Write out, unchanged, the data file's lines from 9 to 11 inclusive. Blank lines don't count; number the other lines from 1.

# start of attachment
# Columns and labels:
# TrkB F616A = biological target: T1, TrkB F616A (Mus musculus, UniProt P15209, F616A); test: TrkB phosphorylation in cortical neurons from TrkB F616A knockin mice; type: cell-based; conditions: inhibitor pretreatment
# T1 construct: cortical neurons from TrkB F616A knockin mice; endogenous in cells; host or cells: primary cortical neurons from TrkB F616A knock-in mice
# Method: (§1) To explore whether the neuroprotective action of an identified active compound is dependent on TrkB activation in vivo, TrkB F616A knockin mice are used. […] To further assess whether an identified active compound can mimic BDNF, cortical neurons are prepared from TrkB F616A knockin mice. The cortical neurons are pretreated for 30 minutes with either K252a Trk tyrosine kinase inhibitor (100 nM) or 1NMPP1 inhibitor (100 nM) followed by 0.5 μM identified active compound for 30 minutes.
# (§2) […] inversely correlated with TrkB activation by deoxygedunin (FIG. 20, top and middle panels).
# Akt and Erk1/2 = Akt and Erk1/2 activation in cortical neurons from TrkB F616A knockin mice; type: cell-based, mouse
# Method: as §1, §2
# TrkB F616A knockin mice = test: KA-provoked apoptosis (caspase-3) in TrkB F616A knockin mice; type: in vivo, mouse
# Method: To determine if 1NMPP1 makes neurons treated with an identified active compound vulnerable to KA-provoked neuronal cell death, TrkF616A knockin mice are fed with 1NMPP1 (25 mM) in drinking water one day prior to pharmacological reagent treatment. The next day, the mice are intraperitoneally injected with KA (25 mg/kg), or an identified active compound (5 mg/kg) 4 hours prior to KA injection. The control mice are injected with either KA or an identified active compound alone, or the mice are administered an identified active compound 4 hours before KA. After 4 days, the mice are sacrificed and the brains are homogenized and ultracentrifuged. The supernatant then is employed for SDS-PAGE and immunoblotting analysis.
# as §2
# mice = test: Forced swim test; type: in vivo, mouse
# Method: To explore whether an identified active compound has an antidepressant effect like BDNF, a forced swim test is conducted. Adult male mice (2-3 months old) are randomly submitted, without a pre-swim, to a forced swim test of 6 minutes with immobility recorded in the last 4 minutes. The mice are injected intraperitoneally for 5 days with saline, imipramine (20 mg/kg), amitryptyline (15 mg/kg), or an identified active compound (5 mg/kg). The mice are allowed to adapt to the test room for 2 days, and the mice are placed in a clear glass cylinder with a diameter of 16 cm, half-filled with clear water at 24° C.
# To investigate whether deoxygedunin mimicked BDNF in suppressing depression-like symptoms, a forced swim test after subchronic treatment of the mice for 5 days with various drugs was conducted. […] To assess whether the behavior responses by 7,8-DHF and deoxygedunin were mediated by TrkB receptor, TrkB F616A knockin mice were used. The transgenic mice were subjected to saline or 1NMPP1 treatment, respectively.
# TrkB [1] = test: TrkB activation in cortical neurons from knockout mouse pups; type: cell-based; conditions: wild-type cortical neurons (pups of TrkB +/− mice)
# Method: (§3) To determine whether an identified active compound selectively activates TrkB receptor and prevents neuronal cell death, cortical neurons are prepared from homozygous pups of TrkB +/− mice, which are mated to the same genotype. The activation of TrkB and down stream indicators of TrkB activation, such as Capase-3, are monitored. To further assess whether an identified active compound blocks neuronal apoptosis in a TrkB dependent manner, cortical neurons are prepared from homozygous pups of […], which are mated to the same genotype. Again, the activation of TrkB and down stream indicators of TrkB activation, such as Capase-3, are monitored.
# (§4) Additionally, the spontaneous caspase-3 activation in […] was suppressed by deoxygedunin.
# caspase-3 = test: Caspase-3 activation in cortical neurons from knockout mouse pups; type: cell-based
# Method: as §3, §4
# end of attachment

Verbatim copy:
# Method: To determine if 1NMPP1 makes neurons treated with an identified active compound vulnerable to KA-provoked neuronal cell death, TrkF616A knockin mice are fed with 1NMPP1 (25 mM) in drinking water one day prior to pharmacological reagent treatment. The next day, the mice are intraperitoneally injected with KA (25 mg/kg), or an identified active compound (5 mg/kg) 4 hours prior to KA injection. The control mice are injected with either KA or an identified active compound alone, or the mice are administered an identified active compound 4 hours before KA. After 4 days, the mice are sacrificed and the brains are homogenized and ultracentrifuged. The supernatant then is employed for SDS-PAGE and immunoblotting analysis.
# as §2
# mice = test: Forced swim test; type: in vivo, mouse